2005 Salt Lake City Annual Meeting (October 16–19, 2005)

Paper No. 4
Presentation Time: 9:05 AM


TYLER, Scott W., Department of Geological Sciences and Engineering, University of Nevada Reno, ms 175, Reno, NV 89557, KAMPF, Stephanie, Civil and Environmental Engineering, University of Washington, box 352700, Seattle, WA 98195 and MUNOZ, Jose F., Departmento de Ingenieria Hidraulica y Ambiental, Pontificia Universidad Catolica de Chile, Santiago, 89557, Chile, tylers@unr.edu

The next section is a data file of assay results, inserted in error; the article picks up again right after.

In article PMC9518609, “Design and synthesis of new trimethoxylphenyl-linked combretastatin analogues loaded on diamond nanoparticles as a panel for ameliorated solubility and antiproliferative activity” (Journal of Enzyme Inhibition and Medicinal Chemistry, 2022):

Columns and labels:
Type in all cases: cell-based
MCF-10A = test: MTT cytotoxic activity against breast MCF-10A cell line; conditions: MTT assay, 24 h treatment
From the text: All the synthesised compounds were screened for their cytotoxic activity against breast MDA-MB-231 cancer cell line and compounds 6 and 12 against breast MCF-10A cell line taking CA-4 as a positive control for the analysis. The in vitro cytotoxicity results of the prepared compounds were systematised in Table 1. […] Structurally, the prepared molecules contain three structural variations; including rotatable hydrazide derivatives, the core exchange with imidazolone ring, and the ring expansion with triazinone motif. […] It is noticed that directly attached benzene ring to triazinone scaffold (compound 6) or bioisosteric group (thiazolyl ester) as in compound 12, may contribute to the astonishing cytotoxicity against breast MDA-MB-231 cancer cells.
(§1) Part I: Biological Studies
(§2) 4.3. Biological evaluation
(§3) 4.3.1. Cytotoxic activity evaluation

Ground water discharge, either as direct evaporation or as transpiration (ET) from vegetation utilizing ground water at saline lakes, has long been used under the assumption of steady state, to estimate ground water recharge in ground water systems such as the Great Salt Lake. Recent advances in ground based measurement of evapotranspiration using both micro-meteorological and flux chambers have allowed for both higher precision and higher spatial frequency sampling of fluxes over the complex terrain of a discharge region such as the Great Salt Lake. Additionally, the integration of remotely sensed data into high spatial and temporal resolution ET mapping has grown significantly. However, these advances have not eliminated all issues, particularly when latent heat fluxes are very small and surface heterogeneity is very large, both common features of saline lake environments. In this presentation, evapotranspiration measurements and upscaling using remote sensing data are presented from saline lake systems in both the western US and northern Chile. The use of short field campaigns to estimate seasonal ET is shown to be limited by highly variable surface conditions of some playa/lake systems. Combination models, in which ground based measures of ET are upscaled using remotely sensed data, are shown to have validity only in areas of high latent heat flux, with significantly less accuracy and reliability in areas of low evaporation such as found on salt flat environments.